Here’s what has changed:

  • Gig economy workers in California will be classified as independent contractors. In October, a California court ordered Uber and Lyft to hire their workers as employees under a new state labor law. The ballot measure that passed Tuesday allows Uber and Lyft to continue classifying drivers as independent contractors regardless.
  • Gig economy workers will get some benefits. Though meager compared to protections granted to employees, Prop 22 grants gig workers some protections, such as a pay floor. …


Proposition 22 would officially make gig economy workers freelancers

Today California votes on Proposition 22, the controversial ballot initiative that seeks to grant companies like Uber and Lyft an exception to a California law that makes their workers employees. Roughly $202 million has been poured into the initiative, with companies resorting to strategies from sending deceptive mailers to printing “Yes 22” on delivery bags.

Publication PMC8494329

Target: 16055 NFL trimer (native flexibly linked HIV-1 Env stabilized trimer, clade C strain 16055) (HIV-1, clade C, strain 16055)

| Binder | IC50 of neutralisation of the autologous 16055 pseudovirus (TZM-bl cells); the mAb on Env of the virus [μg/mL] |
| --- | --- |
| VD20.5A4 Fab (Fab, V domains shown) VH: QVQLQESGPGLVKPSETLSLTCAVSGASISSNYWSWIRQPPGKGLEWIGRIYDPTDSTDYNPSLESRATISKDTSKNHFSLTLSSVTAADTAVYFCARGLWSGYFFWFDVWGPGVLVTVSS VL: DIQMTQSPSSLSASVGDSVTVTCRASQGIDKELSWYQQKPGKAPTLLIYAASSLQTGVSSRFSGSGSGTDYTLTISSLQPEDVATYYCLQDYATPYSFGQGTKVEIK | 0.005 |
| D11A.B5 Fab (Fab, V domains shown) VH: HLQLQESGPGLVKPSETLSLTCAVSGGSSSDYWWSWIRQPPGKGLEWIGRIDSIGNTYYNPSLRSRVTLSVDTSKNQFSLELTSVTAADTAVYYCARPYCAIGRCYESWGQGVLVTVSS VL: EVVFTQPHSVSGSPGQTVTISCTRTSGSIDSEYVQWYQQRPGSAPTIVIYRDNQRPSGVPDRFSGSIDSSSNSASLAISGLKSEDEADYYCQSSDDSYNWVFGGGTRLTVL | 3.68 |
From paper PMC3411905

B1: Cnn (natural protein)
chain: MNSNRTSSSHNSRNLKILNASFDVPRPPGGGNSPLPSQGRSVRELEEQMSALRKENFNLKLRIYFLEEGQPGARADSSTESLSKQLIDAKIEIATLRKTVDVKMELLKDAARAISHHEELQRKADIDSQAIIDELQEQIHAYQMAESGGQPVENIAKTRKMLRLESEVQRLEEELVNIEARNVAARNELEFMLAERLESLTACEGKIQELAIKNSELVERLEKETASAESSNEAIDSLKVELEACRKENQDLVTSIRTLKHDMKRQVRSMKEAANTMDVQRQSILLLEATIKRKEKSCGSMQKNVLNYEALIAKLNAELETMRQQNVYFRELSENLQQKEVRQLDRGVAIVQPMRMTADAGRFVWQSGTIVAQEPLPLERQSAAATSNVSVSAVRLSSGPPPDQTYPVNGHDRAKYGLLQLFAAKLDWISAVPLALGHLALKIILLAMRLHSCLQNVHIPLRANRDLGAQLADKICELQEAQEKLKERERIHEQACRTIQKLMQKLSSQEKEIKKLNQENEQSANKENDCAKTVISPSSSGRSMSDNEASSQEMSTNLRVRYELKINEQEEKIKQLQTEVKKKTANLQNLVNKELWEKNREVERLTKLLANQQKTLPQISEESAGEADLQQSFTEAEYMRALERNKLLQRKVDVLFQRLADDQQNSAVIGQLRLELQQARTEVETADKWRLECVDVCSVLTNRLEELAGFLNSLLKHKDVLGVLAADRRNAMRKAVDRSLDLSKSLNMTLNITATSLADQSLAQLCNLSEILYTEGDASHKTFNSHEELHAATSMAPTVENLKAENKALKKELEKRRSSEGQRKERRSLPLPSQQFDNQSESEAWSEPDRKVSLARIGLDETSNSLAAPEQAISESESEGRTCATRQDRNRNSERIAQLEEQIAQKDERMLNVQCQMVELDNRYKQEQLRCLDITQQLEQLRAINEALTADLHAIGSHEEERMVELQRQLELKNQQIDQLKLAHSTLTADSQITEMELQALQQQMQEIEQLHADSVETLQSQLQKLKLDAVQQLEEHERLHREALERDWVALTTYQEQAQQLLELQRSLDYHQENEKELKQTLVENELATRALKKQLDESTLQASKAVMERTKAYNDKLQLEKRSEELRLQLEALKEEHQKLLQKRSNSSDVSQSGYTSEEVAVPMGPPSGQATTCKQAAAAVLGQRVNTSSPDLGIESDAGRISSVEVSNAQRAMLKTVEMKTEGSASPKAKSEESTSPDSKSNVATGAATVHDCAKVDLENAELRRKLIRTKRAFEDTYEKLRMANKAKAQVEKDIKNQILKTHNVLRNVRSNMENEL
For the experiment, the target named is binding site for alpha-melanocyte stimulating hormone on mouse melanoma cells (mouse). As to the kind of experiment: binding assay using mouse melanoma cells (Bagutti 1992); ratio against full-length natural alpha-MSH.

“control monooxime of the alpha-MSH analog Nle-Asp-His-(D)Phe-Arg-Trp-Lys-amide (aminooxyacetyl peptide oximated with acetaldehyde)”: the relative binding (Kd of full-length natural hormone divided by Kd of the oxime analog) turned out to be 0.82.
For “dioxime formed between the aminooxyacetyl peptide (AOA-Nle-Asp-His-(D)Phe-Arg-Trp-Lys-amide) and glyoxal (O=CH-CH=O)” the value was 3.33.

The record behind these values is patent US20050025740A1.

And there’s a reason that everyone is so amped up about it: Gig economy business models depend on classifying workers as independent contractors, who have no labor protections such as a minimum wage, paid breaks, or the right to unionize — though the initiative would grant them some relatively meager benefits. …


For decades, ABC aired A Charlie Brown Christmas each holiday season. But starting this year, the Peanuts special will instead stream exclusively on Apple TV+. Joshua N. Miller explores the significance of this move in an essay on Debugger.

“If Apple is bold enough to think it can make a profit by privatizing such a publicly recognized character like Charlie Brown,” he writes, “rival companies may proceed to make their own plans to ensure that consumers are spending the holidays on their respective platforms as well.”